You need not eliminate every instance of “a,” “an,” or “the;” occasionally, a phrase will sound better with the article left in. But do delete most articles.
Avoid jargon and acronyms that are used only in your company and are not understood outside the organization. Spell out any company-specific, industry-specific, or school-specific acronyms you think could be questionable, and explain any terms you think some readers of your resume might not understand.
College students, too, need to be aware of “inside” jargon. At Stetson University, my alma mater, for example, we have an annual charity fundraiser called “Greenfeather,” freshman-orientation leaders called “FOCUS” advisers, and a volunteer organization called “Into the Streets.” The school’s graduates routinely use those terms on their resumes without any explanation, as though everyone knows what Greenfeather, FOCUS, and Into the Streets mean. Look at your resume from an outsider’s perspective – and explain (or eliminate) any unfamiliar terms or acronyms.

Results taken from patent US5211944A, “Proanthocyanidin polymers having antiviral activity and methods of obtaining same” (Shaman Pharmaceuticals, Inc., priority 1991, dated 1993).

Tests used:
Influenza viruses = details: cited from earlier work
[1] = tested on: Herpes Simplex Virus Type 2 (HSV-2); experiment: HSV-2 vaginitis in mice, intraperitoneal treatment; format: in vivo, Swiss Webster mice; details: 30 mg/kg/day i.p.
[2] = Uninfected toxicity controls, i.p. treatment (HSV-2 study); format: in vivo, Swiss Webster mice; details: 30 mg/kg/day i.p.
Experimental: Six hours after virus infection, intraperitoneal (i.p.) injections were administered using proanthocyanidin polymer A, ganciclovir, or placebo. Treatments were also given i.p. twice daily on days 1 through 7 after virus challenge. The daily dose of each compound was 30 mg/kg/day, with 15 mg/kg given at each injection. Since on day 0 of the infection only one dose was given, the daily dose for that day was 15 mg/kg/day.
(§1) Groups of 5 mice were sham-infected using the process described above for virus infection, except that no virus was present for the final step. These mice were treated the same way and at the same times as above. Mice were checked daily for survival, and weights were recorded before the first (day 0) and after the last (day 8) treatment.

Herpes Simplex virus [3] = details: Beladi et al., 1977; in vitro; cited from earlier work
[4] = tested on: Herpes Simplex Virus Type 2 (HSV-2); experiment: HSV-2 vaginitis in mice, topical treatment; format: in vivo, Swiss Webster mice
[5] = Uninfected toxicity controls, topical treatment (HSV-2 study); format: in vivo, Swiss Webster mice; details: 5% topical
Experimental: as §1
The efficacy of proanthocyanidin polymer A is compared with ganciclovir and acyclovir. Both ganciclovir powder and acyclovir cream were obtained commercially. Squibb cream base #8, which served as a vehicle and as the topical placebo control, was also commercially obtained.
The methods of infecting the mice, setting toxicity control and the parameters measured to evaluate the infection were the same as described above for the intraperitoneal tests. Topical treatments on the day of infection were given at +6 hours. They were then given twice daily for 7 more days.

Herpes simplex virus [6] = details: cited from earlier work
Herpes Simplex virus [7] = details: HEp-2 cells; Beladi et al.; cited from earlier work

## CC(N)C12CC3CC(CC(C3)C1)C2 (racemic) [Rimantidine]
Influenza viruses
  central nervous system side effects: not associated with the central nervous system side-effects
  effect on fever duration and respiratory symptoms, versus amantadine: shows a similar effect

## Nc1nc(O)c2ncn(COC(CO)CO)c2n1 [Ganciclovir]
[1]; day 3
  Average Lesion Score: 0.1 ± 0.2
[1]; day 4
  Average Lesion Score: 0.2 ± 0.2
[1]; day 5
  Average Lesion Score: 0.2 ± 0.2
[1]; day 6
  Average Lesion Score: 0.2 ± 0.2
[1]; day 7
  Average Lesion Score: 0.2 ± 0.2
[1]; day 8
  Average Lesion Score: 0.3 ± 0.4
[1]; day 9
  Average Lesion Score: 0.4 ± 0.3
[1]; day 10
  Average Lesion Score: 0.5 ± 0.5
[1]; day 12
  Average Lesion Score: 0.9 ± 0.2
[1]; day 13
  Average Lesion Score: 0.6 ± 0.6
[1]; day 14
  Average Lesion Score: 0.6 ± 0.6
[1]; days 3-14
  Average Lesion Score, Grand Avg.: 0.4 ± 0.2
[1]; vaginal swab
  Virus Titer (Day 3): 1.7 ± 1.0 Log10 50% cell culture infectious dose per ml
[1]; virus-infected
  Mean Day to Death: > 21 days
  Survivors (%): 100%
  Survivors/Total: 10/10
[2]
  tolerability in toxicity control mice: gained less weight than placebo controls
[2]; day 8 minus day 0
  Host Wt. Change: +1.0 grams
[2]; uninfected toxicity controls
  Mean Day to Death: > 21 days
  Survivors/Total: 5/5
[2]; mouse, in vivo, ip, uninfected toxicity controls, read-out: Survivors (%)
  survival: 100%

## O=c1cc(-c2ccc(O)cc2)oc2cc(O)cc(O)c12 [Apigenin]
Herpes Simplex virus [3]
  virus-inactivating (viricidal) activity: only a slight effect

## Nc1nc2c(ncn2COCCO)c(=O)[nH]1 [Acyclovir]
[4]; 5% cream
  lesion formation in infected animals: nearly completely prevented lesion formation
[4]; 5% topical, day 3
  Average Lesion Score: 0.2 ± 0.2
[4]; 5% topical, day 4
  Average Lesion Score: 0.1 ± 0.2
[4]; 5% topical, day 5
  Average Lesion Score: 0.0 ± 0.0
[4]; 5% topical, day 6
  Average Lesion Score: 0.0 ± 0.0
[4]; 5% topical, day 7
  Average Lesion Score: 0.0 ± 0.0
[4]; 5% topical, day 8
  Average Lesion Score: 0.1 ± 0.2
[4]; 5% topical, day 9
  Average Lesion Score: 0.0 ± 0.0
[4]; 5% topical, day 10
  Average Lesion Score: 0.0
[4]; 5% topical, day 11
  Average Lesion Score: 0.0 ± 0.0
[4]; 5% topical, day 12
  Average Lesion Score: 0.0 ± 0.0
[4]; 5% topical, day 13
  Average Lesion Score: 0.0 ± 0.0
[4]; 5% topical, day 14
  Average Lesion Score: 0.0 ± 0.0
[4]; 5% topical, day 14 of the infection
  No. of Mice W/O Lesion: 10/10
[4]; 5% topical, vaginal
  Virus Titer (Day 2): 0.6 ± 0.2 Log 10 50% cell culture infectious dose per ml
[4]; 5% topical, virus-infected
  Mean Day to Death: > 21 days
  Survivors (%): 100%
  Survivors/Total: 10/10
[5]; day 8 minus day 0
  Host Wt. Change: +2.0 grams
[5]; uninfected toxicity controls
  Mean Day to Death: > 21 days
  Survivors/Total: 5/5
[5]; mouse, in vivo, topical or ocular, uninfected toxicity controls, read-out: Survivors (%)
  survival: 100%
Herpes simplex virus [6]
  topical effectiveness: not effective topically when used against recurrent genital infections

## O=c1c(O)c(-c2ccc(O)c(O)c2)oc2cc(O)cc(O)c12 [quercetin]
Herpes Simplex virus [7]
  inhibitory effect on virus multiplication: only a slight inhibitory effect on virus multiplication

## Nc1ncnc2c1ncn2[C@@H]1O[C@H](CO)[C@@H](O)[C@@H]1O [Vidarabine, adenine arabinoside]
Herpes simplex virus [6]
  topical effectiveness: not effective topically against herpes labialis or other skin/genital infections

Consider leaving off the line “References: Available upon request.” This statement is highly optional because it is a given that you will provide references upon request. If you couldn’t, you would have no business looking for a job. The line can serve the purpose of signaling: “This is the end of my resume,” but if you are trying to conserve space, leave it off.
See also Chapter 5, Powerful Verbs, for verbs/verb phrases to avoid, such as “involved in,” “received,” “to be, “to do,” and “to work.”
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